oh and here is a crazy idea….THE DAD IS AT WORK.

          • lspanker

            She was just stating that she did not believe that her and other student parents felt that they had the support they needed while “taking care of [their] kid[s] while attending college”.

            Is she getting any support from the baby’s father?

    • tjimmel

      Working? Wild guess…

      • lspanker

        There was no mention of a father in her previous column either, where she bemoaned the lack of anyone to assist her in the care of her children. Once again, what’s up with that?

        • Zhané Garlington

          Again I will state: all of you guys commenting where the father is can be dismissed. Life happens and she is not obligated to give anyone those type of personal details. The point of the article is to bring light to the fact that traditional students aren’t the only type of students who attend universities yet they seem to be the only targeted demographic higher institutions cater to and that needs to change.

          • lspanker

            Again I will state: all of you guys commenting where the father is can be dismissed. Life happens and she is not obligated to give anyone those type of personal details.

            Then I guess we’re not obligated to take heed to any of her whining, correct? She shows up at Cal and starts writing articles complaining about how tough it is to be a mother and student. However, many of her complaints are geared around her need to take care of his kid while attending class. In our society, a child in a stable, two-parent family with RESPONSIBLE ADULTS would work together to address both of those needs. Once again, why is there no mention of a father to this baby?

          • lspanker

            Again I will state: all of you guys commenting where the father is can be dismissed. Life happens

            Pardon me, but from my understanding of human biology, life doesn’t just “happen”. Apart from the occasional Immaculate Conception or some deity taking a rib from one person to create another, asexual reproduction is exceedingly rare in the human species.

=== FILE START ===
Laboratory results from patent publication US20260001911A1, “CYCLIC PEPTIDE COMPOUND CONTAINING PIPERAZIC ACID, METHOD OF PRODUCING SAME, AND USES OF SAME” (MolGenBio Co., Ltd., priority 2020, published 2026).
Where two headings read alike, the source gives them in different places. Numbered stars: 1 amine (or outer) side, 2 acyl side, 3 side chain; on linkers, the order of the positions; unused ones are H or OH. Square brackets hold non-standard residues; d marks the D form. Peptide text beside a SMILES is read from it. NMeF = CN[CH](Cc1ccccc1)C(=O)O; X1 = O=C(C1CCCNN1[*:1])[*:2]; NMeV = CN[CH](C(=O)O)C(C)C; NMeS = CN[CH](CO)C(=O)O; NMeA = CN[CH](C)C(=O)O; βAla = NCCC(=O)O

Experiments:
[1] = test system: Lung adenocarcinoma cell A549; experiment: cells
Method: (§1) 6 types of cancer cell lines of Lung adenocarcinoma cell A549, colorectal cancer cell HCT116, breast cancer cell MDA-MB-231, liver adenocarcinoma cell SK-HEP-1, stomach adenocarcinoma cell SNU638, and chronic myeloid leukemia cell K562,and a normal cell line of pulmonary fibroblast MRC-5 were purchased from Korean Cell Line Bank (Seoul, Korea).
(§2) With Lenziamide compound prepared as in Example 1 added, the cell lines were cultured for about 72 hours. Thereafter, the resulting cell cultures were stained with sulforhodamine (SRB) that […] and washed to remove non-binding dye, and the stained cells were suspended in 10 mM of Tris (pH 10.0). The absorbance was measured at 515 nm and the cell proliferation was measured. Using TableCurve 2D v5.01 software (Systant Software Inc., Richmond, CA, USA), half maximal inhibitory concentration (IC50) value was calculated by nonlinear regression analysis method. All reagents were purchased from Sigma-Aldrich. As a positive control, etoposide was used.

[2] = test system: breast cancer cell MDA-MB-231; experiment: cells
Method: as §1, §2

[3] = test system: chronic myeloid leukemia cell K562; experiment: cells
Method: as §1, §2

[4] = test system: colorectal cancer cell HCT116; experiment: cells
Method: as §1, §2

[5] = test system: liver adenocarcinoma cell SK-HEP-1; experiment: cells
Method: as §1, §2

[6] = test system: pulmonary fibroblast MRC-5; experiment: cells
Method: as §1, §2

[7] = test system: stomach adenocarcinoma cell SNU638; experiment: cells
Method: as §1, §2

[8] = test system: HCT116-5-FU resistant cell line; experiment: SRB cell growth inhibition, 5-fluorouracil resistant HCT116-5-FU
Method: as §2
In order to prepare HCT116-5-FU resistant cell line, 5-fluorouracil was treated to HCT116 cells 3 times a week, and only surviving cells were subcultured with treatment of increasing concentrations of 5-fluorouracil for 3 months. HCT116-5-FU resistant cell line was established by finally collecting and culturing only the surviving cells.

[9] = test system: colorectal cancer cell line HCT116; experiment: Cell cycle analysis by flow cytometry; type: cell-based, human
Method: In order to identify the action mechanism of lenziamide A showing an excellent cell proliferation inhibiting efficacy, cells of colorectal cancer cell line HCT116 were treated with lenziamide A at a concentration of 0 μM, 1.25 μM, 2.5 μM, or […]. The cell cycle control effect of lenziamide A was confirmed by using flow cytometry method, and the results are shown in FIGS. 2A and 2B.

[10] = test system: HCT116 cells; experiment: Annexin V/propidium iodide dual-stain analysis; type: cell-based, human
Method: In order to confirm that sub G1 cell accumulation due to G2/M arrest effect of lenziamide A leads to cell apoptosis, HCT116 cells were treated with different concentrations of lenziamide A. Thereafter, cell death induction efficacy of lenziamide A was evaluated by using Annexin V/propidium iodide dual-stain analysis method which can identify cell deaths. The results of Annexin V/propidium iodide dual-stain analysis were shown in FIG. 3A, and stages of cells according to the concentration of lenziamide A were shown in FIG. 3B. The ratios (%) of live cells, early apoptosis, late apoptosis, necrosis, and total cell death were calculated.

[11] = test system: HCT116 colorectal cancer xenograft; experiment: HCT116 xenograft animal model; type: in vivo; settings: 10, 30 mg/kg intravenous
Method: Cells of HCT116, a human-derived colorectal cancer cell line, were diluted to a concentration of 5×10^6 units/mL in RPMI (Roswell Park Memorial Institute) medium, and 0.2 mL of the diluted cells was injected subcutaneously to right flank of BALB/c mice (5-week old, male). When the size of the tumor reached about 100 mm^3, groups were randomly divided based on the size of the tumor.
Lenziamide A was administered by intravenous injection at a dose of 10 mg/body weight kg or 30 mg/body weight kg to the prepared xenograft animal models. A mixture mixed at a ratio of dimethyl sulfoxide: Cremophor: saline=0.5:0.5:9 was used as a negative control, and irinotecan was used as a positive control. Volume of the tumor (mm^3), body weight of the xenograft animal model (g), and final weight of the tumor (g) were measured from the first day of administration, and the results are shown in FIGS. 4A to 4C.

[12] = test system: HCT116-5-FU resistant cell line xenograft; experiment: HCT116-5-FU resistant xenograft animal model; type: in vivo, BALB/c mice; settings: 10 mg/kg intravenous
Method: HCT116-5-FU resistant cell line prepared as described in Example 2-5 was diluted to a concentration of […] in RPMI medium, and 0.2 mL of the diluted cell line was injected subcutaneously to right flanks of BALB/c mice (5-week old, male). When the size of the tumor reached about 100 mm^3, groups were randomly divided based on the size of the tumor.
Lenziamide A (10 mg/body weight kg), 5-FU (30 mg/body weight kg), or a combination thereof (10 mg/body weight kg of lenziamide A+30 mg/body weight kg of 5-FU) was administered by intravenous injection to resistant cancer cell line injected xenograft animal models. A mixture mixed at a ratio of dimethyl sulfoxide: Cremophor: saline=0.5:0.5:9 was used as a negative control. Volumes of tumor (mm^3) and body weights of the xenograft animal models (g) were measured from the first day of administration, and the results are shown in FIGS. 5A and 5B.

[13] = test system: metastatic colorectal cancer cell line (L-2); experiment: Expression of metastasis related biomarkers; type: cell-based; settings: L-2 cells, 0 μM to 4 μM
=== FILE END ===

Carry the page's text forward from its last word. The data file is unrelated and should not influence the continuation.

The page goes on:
she is not obligated to give anyone those type of personal details.

            Fine, and likewise, we’re not obligated to provide sympathy or assistance with her plight, correct?

            The point of the article is to bring light to the fact that traditional students aren’t the only type of students who attend universities

            True, but at what point does the university get diverted in providing services to others that it loses sight of its primary function? From my understanding the University of California was founded for the purpose of providing higher education and research, not to function as a social services agency, healthcare provider, or agent of social change. Perhaps we lose sight of such when we start insisting that UC provide special services to individuals who at face value seem to have some issues with their own planning and priorities…

        • Juliet Lewis

          How is the child’s father relevant to this article about her witnessing someone else breast-feeding in class?

          The author’s father, as well as the father of the child being breast-fed in this article, could VERY WELL be at work. You know, making money to provide for his family and put a roof over their head.

          Under the circumstance that he’s not and that he’s not around, what do you suggest she do? Stop pursuing her education? Let the road blocks that come with being a student parent derail her for good?

          The writer is not only a mother in school, but surely one that is working as well as she mentioned in the last article that her child is in daycare, and any parent knows that daycare isn’t cheap. So give her some credit and stop derailing her efforts to help improve the university’s resources and outlook towards student parents with your comments this *assumed* absentee father.

          Every parent knows that there are some things you just can’t prepare for when it comes to kids…REGARDLESS if they’re doing it alone or with a partner. Sometimes there are daycare closures. Sometimes your child is too sick to attend school. So is it really such a crime that she asks that university professors, students, and faculty be more compassionate, accepting, and aware of these circumstances? She is elevating her own life and her son’s by attending UC Berkeley…she should be given every resource to succeed because of that alone…SINGLE PARENT OR NOT.

          • lspanker

            How is the child’s father relevant to this article about her witnessing someone else breast-feeding in class?

            Why is she bringing an infant child to class in the first place? Forget the breastfeeding, ever consider it’s a disruption and not fair to the prof, the other students, and the baby itself?